I was sweating on a treadmill in my local gym last week, when Scott Eastwood, son of Clint, appeared on the telly. He mentioned how he’d just wrapped up the sequel to Pacific Rim (2013), a film production that rocketed him most of the way around the world. ‘We shot four months in Australia, and then we shot for about a month in China,’ he explained to Lorraine. ‘I’ve never been to China before.’
He might not realise it yet, but Eastwood will go to China again. You don’t even need to read my article in the current issue of the magazine to find out why – although, naturally, you should. You can go to the cinema instead. Two films currently being shown, Ghost in the Shell and Kong: Skull Island, start with the logos of American production companies before moving on to the logos of Chinese production companies such as Shanghai Film Group and Legendary Entertainment. The money behind Hollywood blockbusters isn’t just dollars any more, it’s also yuan.
The story of China’s growing involvement in the movie business is told in my article, but I wanted to supplement that with a chart or two to get the numbers across. The first shows just how quickly the country’s box office revenues are rising:
As recently as 2010, the Chinese cinema industry took just $1.5 billion dollars a year from the punters. Five years later, that number had risen by 353 per cent to $6.8 billion. It helps that there are now more actual cinema screens in China – their numbers increased by 410 per cent over the same time period – but the main reason for the boom is political. The Chinese state used to stuff the picture houses full of propaganda, and block the blockbusters from America. But then they realised that there’s money in showbiz, and started to loosen up.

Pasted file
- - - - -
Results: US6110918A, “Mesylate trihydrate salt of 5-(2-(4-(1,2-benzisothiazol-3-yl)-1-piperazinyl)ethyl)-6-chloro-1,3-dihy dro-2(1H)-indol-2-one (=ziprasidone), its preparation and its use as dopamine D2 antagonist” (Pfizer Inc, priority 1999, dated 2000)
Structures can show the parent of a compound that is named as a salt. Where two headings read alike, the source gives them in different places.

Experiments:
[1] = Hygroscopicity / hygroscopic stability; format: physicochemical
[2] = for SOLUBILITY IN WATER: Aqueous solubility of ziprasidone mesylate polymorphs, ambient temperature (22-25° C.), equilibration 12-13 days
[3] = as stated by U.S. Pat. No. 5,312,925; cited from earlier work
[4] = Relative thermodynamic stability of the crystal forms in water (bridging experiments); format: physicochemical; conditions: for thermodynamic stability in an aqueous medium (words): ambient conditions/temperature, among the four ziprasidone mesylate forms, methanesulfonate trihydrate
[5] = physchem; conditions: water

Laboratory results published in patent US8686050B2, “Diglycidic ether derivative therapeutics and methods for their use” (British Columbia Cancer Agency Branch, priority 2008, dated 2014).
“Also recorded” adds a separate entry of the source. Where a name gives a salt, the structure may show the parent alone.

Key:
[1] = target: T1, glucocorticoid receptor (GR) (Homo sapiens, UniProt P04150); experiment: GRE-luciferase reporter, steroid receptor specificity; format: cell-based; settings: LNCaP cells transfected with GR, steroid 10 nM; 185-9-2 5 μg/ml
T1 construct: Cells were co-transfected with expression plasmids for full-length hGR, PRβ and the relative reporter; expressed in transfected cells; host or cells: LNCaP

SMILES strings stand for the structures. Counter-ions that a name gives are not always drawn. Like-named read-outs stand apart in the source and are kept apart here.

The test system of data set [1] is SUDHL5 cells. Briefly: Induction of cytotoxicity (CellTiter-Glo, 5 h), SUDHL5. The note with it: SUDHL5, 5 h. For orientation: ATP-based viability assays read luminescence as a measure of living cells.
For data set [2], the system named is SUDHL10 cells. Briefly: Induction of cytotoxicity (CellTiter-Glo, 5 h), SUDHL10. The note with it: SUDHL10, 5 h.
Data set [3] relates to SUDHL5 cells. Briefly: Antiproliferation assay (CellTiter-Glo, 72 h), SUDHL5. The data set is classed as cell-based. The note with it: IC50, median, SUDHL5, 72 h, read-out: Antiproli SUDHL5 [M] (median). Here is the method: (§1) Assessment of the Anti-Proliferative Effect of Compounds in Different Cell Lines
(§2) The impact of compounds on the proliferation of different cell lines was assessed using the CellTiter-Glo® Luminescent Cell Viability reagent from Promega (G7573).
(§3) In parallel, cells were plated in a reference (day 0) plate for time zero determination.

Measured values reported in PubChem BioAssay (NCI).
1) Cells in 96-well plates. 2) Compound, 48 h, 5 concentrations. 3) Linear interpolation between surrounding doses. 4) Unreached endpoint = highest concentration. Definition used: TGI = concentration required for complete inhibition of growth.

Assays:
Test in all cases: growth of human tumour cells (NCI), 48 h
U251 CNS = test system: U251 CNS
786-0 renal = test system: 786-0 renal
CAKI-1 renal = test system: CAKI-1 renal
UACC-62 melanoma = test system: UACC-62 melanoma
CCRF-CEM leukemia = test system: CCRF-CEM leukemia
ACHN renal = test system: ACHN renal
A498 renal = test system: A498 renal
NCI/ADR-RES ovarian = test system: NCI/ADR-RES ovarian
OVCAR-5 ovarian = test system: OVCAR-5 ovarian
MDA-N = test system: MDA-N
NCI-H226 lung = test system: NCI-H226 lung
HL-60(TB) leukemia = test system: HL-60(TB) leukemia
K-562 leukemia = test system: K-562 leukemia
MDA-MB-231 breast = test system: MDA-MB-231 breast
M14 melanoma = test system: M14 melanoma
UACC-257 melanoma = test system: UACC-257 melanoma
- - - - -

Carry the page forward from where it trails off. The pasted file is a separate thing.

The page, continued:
This loosening-up has been good for Hollywood producers. They can now project their movies to another billion people via China’s quota system – or, what’s more preferable nowadays, as a co-production with Chinese filmmakers. In fact, ticket sales from China now make up a large part of a blockbuster’s total box office. The top five grossing movies of the past five years made, on average, 14 per cent of their money in China. For a film such as Furious 7 (2015) that proportion is as high as 26 per cent:
But the thing with détentes is they go both ways. America is making money from China, but China stands to make money from America. Investing in, and profiting from, co-productions is just the start of it. There’s a general expectation that, despite a slowdown in 2016, China will soon be the largest movie market in the world – and the companies benefiting from it, and spreading their wares elsewhere, are increasingly Chinese ones. Globalisation isn’t just about steel and call centres. It’s also about cinema.
Which returns me to a point I’ve made before: the ever-changing medium of film is changing particularly quickly at the moment. Film directors are becoming showrunners. Projection is becoming streaming. Physical is becoming digital. And now Shanghai is becoming – or at least trying to become – Hollywood. My one fear? That they release a sequel to The Great Wall.